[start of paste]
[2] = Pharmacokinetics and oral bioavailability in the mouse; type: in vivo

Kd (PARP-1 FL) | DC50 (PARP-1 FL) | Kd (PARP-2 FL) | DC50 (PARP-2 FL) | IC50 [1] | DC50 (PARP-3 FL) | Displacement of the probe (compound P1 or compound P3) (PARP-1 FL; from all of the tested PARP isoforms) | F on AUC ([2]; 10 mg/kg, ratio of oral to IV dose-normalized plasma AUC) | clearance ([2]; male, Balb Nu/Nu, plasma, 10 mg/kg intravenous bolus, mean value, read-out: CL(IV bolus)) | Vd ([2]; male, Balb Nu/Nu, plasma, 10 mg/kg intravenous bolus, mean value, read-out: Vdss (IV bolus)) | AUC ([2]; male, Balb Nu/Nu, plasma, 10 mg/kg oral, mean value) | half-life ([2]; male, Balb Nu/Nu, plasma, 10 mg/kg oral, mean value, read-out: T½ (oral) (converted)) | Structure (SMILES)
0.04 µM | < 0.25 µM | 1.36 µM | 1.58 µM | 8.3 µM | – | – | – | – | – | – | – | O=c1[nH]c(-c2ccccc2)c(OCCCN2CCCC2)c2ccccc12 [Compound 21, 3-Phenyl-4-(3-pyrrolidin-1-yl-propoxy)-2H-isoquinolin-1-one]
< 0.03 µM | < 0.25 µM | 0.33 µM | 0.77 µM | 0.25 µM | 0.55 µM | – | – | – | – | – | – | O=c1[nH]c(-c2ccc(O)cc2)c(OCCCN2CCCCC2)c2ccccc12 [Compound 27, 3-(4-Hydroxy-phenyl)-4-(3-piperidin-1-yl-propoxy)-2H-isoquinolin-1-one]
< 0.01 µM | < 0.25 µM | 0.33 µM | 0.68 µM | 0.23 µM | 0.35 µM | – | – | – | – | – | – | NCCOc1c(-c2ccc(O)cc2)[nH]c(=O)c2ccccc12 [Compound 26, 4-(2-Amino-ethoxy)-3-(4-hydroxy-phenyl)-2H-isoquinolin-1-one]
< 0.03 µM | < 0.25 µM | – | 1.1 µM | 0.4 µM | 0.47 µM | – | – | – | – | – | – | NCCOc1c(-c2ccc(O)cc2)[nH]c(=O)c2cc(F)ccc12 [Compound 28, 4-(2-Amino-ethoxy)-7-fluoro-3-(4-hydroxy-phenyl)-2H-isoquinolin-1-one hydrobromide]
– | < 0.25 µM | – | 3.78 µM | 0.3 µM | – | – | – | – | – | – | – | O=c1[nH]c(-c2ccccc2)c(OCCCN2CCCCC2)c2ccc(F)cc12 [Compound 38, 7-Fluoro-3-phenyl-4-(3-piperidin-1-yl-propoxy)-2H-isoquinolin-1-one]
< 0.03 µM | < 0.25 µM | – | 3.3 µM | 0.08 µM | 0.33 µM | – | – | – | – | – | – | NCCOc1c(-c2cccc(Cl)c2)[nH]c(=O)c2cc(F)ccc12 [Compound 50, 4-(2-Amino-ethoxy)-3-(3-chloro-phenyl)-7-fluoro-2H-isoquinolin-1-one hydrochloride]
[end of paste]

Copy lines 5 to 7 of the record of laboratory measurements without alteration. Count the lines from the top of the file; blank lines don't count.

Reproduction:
< 0.01 µM | < 0.25 µM | 0.33 µM | 0.68 µM | 0.23 µM | 0.35 µM | – | – | – | – | – | – | NCCOc1c(-c2ccc(O)cc2)[nH]c(=O)c2ccccc12 [Compound 26, 4-(2-Amino-ethoxy)-3-(4-hydroxy-phenyl)-2H-isoquinolin-1-one]
< 0.03 µM | < 0.25 µM | – | 1.1 µM | 0.4 µM | 0.47 µM | – | – | – | – | – | – | NCCOc1c(-c2ccc(O)cc2)[nH]c(=O)c2cc(F)ccc12 [Compound 28, 4-(2-Amino-ethoxy)-7-fluoro-3-(4-hydroxy-phenyl)-2H-isoquinolin-1-one hydrobromide]
– | < 0.25 µM | – | 3.78 µM | 0.3 µM | – | – | – | – | – | – | – | O=c1[nH]c(-c2ccccc2)c(OCCCN2CCCCC2)c2ccc(F)cc12 [Compound 38, 7-Fluoro-3-phenyl-4-(3-piperidin-1-yl-propoxy)-2H-isoquinolin-1-one]